Tanzania History

National symbols

The most important symbols of national importance are united in the national coat of arms (Nembo) of Tanzania: The flag is the hallmark of free Tanzania. It consists of five diagonal stripes, which symbolize the land (green), the water (blue), the people (black) and the wealth of raw materials (gold). The nation is built up and defended with a spear, sickle and ax. The tusks are a symbol of the country’s rich, living nature. A cotton and a coffee branch represent agriculture, the backbone of the economy, and rest on the summit of Kilimanjaro, the highest point in Africa and a symbol of Tanzania (“Land of Kilimanjaro”). A man and a woman stand for the national motto of freedom (Uhuru), unity (Umoja) and equality, which is on the banner. The Torch of Freedom (‘Uhuru Torch’), the symbol of light and freedom, is also part of the national coat of arms and was first ignited in 1961 on Kilimanjaro and gives “hope to the desperate, dignity to the injured and peace to those who are full of hatred”. Find every year Torch relay runs in Tanzania.

National coat of arms of Zimbabwe

“God bless Africa”: The melodies of the Tanzanian and South African national anthems are identical (since the overcoming of apartheid in South Africa). The textual content of the Tanzanian anthem is of course different.

Independence Day: December 9th, 1961 (Tanganyika)

Head of state: John Magufuli

Head of government: John Magufuli

Political system: Presidential republic, multi-party system

Democracy Status Index (BTI): Rank 59 (of 137) (2020)

Corruption Index (CPI): Rank 96 (of 180) (2019)

Ibrahim Index of African Governance: Rank 19 of 54 (2020)

According to businesscarriers, Tanzania’s written history is shaped by the influence of foreign cultures. Already in the 8th century AD there was an intensive trade by Arab and Persian seafarers on the coast. The Middle Ages were the heyday of Swahili culture in East Africa, which was then shaped by the dominance of the Portuguese until they were in turn ousted by the Arabs. From 1828 the sultans of Oman resided in Zanzibar. In the interior of the country they established bases, especially for slaves and ivory. The 19th century was shaped by the slave trade, the activities of the first missionaries and Africa explorers. In 1884 Carl Peters founded the German-East African Society and ‘acquired’ areas inland. In 1890 the German government took over sovereignty in German East Africa [Link does not offer a critical appraisal of colonial history; this also applies to the – nevertheless interesting – entry in the German Colonial Lexicon from 1920]. The islands of Unguja and Pemba became a British protectorate (Heligoland-Zanzibar Treaty). In 1905, the German colonial administration in the south of the country encountered military resistance (Maji-Maji uprising), presumably 100,000 peoplehave paid with their lives. After World War I, German East Africa fell to Great Britain, first as a mandate area of the League of Nations, then, from 1945, as a trust area of ​​the United Nations.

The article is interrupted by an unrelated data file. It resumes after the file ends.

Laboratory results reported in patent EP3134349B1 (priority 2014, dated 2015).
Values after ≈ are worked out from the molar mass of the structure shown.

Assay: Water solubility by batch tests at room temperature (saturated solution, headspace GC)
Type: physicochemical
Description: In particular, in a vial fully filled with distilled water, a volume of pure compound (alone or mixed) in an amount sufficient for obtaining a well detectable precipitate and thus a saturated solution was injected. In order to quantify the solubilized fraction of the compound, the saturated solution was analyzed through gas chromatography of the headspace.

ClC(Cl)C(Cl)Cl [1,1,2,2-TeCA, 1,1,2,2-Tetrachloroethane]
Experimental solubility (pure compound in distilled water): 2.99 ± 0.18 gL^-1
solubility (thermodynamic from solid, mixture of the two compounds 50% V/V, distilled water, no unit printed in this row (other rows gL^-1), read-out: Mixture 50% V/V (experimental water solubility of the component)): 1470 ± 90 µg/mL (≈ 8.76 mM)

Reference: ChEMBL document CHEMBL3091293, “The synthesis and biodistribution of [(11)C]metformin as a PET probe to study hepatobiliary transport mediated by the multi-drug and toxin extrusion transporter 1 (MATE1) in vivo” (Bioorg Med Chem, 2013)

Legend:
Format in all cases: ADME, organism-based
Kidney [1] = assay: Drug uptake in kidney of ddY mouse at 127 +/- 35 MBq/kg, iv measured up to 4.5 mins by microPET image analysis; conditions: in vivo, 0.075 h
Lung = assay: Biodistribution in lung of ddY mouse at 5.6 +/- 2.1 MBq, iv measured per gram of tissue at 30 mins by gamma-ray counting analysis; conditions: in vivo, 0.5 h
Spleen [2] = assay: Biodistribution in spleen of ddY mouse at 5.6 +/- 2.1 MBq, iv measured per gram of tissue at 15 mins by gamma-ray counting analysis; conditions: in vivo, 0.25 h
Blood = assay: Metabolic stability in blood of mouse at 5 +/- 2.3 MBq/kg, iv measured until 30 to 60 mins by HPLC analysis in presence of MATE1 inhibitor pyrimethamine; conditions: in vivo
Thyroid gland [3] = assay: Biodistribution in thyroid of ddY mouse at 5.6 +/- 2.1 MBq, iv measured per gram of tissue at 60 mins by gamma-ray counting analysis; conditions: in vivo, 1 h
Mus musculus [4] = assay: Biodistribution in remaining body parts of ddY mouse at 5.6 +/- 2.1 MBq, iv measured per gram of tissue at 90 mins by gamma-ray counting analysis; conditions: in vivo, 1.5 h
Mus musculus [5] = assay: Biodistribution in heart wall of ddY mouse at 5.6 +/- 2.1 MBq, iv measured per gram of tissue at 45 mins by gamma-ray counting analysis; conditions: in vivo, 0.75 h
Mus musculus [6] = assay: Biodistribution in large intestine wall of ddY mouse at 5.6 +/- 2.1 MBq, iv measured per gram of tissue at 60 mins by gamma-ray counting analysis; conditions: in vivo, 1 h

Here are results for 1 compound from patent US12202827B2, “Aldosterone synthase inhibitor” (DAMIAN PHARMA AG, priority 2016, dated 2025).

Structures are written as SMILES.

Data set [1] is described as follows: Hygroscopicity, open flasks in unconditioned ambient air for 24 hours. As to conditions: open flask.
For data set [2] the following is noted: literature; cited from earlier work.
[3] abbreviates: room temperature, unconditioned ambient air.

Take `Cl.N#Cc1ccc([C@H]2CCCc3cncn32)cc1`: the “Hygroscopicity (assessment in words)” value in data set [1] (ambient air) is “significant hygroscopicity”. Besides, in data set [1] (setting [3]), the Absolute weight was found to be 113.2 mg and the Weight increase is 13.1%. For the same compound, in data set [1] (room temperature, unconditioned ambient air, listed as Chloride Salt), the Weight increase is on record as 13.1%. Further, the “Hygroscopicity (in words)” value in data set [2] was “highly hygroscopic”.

In 1954 the Tanganyika African National Union (TANU) was founded under the direction of Julius Nyerere. The Chama Cha Mapinduzi (CCM) emerged from this union, which was structured in a transethnic and transreligious way from the beginning and is still in power today.

In 1961 Tanganyika gained independence. Zanzibar followed two years later, albeit initially under the rule of the Arabs, which was put to an end in 1964 by a bloody massacre. April 26th, 1964 is the founding day of the United Republic of Tanzania. The one-party system was set up just a year later. The guidelines for politics were formulated in the Arusha Declaration (1967). ‘Ujamaa’ has become a synonym for ‘African socialism’. The term (Swahili for family ties) is linked to the communitarian character of traditional societies in East Africa. Through a village development program (‘ Villagization’) large parts of the population were forcibly relocated from the traditional scattered settlements to’ developing villages’ (‘Ujamaa villages’).

The charismatic personality of Nyerere gave the one-party regime in Tanzania a face that aroused sympathy at home and abroad. The Ujamaa politics had succeeded in promoting the national identity and conflict-free cohesion of the many ethnic groups. However, the planned economy had a devastating effect on economic development.

Nyerere admitted this with his remarkable resignation in 1985, paving the way for economic and political liberalization in the country. A structural adjustment policy was carried out under his successor, which initially proceeded relatively haphazardly. The approval of political parties in 1992 was followed by four multi-party elections (1995, 2000, 2005, 2010), in which the CCM always won clear (constitutional) majorities.

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